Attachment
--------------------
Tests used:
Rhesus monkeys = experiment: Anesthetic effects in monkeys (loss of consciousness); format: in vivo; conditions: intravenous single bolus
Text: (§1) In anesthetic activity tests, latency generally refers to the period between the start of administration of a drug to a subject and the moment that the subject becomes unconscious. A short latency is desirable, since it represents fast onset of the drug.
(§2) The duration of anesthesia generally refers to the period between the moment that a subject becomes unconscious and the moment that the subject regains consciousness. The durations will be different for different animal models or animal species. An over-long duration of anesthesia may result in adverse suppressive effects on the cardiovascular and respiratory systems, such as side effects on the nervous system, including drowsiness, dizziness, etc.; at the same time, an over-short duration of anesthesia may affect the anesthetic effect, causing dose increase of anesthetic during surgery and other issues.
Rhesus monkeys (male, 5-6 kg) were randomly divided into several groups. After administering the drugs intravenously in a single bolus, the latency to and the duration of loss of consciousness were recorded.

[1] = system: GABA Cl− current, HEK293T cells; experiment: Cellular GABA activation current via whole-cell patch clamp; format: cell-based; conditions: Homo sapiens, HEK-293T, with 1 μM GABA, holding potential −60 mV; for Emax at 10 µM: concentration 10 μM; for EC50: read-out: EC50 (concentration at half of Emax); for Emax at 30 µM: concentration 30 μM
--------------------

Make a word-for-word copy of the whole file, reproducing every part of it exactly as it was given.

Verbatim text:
Tests used:
Rhesus monkeys = experiment: Anesthetic effects in monkeys (loss of consciousness); format: in vivo; conditions: intravenous single bolus
Text: (§1) In anesthetic activity tests, latency generally refers to the period between the start of administration of a drug to a subject and the moment that the subject becomes unconscious. A short latency is desirable, since it represents fast onset of the drug.
(§2) The duration of anesthesia generally refers to the period between the moment that a subject becomes unconscious and the moment that the subject regains consciousness. The durations will be different for different animal models or animal species. An over-long duration of anesthesia may result in adverse suppressive effects on the cardiovascular and respiratory systems, such as side effects on the nervous system, including drowsiness, dizziness, etc.; at the same time, an over-short duration of anesthesia may affect the anesthetic effect, causing dose increase of anesthetic during surgery and other issues.
Rhesus monkeys (male, 5-6 kg) were randomly divided into several groups. After administering the drugs intravenously in a single bolus, the latency to and the duration of loss of consciousness were recorded.

[1] = system: GABA Cl− current, HEK293T cells; experiment: Cellular GABA activation current via whole-cell patch clamp; format: cell-based; conditions: Homo sapiens, HEK-293T, with 1 μM GABA, holding potential −60 mV; for Emax at 10 µM: concentration 10 μM; for EC50: read-out: EC50 (concentration at half of Emax); for Emax at 30 µM: concentration 30 μM